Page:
Grammar schools face possibility of enforced 11-plus u-turn
GRAMMAR schools that suspended 11-plus style exams this year could potentially be forced to reverse their decisions.
A dozen schools, most of them Catholic grammars, cancelled entrance assessments due to take place this winter.
It has now emerged they may be required to go through an onerous `development proposal' (DP) process before any change can be made.
Without the green light from the minister, schools would be acting unlawfully if they chose not to run exams.
The DP process typically runs for several months and involves a public consultation before a proposal is approved or rejected.
Unregulated grammar school tests are due to run on four consecutive weekends in January.
Any late u-turn would likely cause a furious reaction from parents and schools.
Several schools announced in May and June that they would suspend academic selection for one year due to the Covid crisis. They will instead use non-academic admissions criteria.
However, the Department of Education is now considering whether DPs are needed.
Any change to a school that is considered "significant" requires such a proposal by law.
A small number of grammars that have permanently ended academic selection were all made complete the process.
The issue was raised at the assembly education committee yesterday by Ulster Unionist member Robbie Butler.
He asked if schools required such a proposal to opt-out temporarily.
Department official Janis Scallon told the committee that letters had been sent to the grammars concerned, as well as 46 neighbouring post-primary schools and 203 feeder primaries as part of a "fact finding exercise to ask for information on what impact those changes would have on their respective schools".
Only seven grammar schools, two neighbouring post-primaries and four feeder schools replied.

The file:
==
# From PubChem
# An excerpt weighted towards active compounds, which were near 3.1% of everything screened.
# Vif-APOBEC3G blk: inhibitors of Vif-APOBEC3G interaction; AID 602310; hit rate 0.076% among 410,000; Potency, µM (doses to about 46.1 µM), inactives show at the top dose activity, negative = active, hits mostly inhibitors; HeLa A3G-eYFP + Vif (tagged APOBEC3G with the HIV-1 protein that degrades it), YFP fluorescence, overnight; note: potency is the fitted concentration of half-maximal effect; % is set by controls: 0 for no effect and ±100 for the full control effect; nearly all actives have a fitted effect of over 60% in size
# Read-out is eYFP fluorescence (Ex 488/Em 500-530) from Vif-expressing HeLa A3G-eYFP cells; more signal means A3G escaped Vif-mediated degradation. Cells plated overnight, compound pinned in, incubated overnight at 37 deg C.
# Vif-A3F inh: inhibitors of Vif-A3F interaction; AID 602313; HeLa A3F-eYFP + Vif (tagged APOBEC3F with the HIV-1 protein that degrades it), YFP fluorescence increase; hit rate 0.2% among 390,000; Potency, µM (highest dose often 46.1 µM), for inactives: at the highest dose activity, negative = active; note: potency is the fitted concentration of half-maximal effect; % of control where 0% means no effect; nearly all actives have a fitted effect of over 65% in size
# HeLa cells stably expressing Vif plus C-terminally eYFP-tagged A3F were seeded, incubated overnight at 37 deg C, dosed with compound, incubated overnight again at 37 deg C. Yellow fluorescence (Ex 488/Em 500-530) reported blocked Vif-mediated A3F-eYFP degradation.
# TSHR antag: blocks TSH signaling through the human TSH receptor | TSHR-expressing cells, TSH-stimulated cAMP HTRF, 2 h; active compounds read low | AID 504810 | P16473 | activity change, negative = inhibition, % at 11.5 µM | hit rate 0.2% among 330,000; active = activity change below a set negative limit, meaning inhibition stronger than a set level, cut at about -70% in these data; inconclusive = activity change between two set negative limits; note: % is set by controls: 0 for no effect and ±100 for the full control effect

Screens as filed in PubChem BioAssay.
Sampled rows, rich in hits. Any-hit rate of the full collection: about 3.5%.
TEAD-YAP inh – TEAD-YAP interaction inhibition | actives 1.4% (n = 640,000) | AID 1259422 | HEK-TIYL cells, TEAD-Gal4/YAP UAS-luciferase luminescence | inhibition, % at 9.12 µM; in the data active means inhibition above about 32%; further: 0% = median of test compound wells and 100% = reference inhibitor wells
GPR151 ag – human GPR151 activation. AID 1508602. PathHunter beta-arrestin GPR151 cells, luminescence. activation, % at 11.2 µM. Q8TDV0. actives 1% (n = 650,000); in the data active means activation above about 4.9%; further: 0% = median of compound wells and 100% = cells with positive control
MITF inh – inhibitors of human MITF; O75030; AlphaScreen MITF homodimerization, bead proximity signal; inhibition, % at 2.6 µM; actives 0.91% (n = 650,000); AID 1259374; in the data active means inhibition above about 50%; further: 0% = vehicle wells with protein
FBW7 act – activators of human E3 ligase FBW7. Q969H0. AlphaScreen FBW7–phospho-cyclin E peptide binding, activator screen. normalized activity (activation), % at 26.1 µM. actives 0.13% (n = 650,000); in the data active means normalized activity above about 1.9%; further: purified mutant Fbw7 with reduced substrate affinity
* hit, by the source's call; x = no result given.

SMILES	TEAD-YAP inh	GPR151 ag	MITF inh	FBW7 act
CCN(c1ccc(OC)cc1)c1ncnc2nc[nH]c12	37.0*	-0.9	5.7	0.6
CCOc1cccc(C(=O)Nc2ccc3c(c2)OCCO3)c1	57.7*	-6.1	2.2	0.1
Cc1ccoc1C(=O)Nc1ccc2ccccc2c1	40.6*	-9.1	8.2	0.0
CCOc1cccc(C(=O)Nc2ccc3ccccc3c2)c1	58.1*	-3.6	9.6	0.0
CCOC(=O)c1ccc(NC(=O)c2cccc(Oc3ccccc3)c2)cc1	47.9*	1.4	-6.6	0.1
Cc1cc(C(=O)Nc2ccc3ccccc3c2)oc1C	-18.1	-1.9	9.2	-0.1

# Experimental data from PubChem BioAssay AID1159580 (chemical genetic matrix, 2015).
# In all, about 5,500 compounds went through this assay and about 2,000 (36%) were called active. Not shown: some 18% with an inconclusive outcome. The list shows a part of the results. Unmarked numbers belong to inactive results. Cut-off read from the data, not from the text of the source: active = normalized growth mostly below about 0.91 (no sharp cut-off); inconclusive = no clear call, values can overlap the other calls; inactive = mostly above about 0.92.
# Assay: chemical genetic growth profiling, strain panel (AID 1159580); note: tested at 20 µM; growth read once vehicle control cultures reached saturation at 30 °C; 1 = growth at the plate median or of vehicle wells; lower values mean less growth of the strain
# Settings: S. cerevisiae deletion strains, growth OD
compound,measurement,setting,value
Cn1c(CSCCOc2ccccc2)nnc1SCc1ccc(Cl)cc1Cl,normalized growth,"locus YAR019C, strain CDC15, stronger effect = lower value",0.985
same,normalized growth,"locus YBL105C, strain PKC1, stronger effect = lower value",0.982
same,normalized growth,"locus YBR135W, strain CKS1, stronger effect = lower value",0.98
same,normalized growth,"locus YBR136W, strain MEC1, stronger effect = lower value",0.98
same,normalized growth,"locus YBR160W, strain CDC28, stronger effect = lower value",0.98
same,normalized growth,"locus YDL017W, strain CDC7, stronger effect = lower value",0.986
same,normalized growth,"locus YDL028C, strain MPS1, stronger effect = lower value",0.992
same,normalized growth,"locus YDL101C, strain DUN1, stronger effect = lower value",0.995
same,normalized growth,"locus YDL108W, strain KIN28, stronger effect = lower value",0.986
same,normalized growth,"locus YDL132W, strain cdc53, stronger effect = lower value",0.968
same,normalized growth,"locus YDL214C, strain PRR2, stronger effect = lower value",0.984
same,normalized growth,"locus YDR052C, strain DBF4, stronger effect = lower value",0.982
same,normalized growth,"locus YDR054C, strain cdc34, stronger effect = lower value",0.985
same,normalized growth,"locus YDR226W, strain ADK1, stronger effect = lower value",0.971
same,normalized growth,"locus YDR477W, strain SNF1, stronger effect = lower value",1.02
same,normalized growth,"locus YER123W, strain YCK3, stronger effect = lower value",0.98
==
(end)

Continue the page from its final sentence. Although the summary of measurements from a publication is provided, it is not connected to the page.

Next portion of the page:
"We are currently in the process of analysing the information," Ms Scallon said.
"We will make a recommendation to the minister as to whether the changes are considered significant and if they are likely to have a significant effect requiring those schools to submit a development proposal."
Committee chairman Chris Lyttle of the Alliance Party asked why DPs were needed if admissions criteria were the sole responsibility of boards of governors.
Ms Scallon said legislation made the position clear.
"The development proposal legislation stipulates that any significant change, be that in the size of the school, the management type of the school, the characteristics of the school - any significant change requires a development proposal," she said.
"We need to explore what the impact may be, not just on that school but, as the legislation sets out, significant impact on other schools. We have had to do this fact finding to gather the evidence to let the department decide whether this will be a significant change.
"If it is deemed a significant change then, as per the legislation, a development proposal would be required."
Mr Lyttle asked the officials if the minister was going to "potentially utilise development proposal legislation to interfere in the setting of admissions criteria of some post-primary schools".
He also questioned why the department was only investigating the issue now when schools announced their intended changes in the summer.